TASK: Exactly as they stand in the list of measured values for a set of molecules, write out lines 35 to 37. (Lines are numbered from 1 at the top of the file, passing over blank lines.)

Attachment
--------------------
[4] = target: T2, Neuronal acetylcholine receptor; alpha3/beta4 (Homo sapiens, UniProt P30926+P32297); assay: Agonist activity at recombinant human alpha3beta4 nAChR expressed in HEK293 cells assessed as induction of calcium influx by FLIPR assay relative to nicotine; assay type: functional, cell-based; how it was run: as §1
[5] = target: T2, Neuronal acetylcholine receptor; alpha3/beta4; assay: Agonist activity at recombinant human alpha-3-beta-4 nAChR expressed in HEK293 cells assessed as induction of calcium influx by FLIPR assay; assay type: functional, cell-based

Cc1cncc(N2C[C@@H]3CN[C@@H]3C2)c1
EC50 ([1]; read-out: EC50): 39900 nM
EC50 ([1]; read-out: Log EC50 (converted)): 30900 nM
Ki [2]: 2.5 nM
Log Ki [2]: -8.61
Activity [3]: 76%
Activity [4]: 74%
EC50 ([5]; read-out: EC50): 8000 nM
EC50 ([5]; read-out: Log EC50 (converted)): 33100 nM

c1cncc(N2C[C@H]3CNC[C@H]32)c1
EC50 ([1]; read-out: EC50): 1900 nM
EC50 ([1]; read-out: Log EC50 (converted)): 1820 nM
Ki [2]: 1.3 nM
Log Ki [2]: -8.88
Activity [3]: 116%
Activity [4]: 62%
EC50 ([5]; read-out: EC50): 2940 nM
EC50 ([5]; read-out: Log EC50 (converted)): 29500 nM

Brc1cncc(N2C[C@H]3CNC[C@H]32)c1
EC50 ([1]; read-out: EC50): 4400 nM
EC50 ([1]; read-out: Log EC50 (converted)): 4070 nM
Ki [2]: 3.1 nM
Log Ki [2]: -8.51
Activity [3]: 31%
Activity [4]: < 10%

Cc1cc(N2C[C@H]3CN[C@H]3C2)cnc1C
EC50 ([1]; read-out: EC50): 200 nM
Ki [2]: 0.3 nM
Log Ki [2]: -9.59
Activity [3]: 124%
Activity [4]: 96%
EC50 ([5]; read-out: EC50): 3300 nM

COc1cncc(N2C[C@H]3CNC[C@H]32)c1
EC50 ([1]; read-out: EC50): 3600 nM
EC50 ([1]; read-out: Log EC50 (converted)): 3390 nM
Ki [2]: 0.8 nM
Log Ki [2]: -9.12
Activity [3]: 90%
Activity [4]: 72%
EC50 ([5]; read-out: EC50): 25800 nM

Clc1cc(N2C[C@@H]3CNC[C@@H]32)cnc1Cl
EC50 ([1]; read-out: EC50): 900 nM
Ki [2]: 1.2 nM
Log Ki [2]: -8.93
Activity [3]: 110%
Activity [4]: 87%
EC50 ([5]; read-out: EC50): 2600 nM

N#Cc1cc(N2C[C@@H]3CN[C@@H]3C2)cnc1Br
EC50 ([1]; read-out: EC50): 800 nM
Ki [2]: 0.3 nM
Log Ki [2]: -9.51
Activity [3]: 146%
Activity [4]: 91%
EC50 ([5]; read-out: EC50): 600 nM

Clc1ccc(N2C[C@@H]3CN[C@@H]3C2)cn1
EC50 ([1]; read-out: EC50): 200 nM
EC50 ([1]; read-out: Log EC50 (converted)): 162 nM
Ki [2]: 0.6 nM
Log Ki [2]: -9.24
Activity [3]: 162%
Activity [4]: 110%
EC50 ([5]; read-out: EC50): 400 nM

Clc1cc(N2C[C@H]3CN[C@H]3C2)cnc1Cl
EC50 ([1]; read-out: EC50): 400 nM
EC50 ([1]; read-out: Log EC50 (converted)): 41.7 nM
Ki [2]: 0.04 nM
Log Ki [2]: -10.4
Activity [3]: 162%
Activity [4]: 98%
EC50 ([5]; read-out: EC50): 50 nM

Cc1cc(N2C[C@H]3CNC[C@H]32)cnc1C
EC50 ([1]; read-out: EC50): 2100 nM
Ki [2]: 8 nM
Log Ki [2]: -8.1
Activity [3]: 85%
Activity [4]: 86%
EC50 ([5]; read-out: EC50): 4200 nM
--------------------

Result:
COc1cncc(N2C[C@H]3CNC[C@H]32)c1
EC50 ([1]; read-out: EC50): 3600 nM
EC50 ([1]; read-out: Log EC50 (converted)): 3390 nM